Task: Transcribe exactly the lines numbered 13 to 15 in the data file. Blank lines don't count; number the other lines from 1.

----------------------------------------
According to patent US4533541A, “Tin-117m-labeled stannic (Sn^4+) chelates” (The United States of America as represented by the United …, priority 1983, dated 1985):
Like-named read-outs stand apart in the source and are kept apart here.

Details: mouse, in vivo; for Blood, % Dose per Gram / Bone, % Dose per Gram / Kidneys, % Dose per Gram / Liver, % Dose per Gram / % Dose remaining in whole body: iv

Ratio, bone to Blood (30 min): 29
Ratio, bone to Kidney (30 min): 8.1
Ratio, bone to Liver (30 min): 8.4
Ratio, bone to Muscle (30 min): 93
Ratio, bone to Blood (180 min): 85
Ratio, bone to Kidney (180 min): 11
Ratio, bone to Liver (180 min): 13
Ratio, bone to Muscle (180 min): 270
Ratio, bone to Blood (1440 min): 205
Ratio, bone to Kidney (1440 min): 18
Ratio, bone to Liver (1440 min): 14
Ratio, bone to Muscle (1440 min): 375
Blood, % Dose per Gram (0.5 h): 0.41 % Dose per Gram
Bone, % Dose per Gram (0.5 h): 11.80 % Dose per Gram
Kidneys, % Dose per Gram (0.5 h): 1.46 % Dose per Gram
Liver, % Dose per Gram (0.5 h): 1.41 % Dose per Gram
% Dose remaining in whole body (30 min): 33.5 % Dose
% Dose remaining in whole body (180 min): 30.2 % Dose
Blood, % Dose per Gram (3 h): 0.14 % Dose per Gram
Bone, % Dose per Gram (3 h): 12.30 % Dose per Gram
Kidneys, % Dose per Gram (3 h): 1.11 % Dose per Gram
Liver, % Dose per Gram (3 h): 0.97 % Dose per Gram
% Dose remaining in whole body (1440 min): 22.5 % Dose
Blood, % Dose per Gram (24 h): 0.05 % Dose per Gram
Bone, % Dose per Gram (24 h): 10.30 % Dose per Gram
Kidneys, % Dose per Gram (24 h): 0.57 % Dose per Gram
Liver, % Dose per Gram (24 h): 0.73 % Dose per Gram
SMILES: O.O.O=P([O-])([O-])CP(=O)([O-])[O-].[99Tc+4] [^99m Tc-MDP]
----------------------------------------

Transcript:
Ratio, bone to Kidney (1440 min): 18
Ratio, bone to Liver (1440 min): 14
Ratio, bone to Muscle (1440 min): 375